Related Content in Hugo

Janne Kemppainen |

You may have noticed that many blogs like to promote other posts at the end of an article. Hugo can do this too with its related content feature. This means that you don’t have to hand pick those related posts for each new piece of content you write but you can let Hugo do it for you automatically. If you scroll down to the bottom of the page you can see a live example on this very page.

Let’s start with the related content. I’ll start by showing the desired end result so that you might be inspired enough to go through this post.

Related content at the end of a blog post

Related content at the end of a blog post

As you can see the design is simply showing three posts with titles, images and publish dates and nothing more. If you’ve read through the previous article in the series you should remember that we created a bit similar card template for listing blog posts on list type pages. Here I’m using a stripped down version of that template.

How it works in Hugo?

But before getting started with how it will look you need to learn how related content works in the Hugo context. The main expectation you might have is that Hugo will somehow magically look through the content of each and every blog post you have written and then come up with a perfect list of related pages. Unfortunately, that’s not quite how it works, at least for now.

Instead, Hugo relies on the information that you put on the front matter of each page. By defining taxonomies, tags, etc. you can give more and more information for Hugo to guess wchich content might go well together. This makes sense as posts in the Web Development or Raspberry Pi categories tend to be more or less related to each other and are more likely to interest the visitor that has stumbled upon those pages.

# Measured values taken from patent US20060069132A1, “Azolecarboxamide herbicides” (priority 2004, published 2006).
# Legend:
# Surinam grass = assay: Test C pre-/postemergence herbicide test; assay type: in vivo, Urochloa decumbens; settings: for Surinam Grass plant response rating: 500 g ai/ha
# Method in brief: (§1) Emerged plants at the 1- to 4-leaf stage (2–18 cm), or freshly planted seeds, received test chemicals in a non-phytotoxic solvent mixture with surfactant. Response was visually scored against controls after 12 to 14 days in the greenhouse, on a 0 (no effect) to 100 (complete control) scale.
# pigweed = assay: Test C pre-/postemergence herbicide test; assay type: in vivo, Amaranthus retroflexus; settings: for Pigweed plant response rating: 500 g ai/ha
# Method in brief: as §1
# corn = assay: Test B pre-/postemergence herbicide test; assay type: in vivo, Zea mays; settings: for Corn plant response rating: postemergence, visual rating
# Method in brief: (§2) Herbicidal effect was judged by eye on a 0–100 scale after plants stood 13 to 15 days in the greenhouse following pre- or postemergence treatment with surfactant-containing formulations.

There is a dedicated page in the Hugo docs for related content. It does contain pretty much all the info you need but it can still be a bit difficult to get a grasp of it if you’re a beginner so I hope that this practical example can guide you through.


Let’s talk about the most important thing first, configuration. Hugo needs to know how to relate the pages to each other and which are the aspects it should assign the most value to.

As per the Hugo documentation the default configuration for related content is the following (in YAML):

  threshold: 80
  includeNewer: false
  toLower: false
  - name: keywords
    weight: 100
  - name: date
    weight: 10

This means that Hugo is primarily looking for a list of keywords in the front matter of each page and matching posts that share the most keywords. It’s also using the date parameter with a smaller weight.

You can start using keywords if you like. However, we’ve been adding categories to the blog posts and I think they serve this purpose perfectly. Using categories means that you don’t need to put too much effort into coming up with suitable keywords that might match with other posts on your blog.

There are of course exceptions to this and you might want to specify the content relationships more granularly. In that case by all means use keywords, or create a totally separate front matter parameter such as “related” for related content.

The default configuration has a threshold value of 80 for matching content. That means that if there is no other content in the same category then the recommendation list will be empty. Personally, I prefer showing at least some content even if it isn’t perfectly related to the current page.

The default configuration example has been written in YAML but so far we’ve been using TOML for site configuration. Here’s an alternative configuration that you can add to your config.toml:

    threshold = 0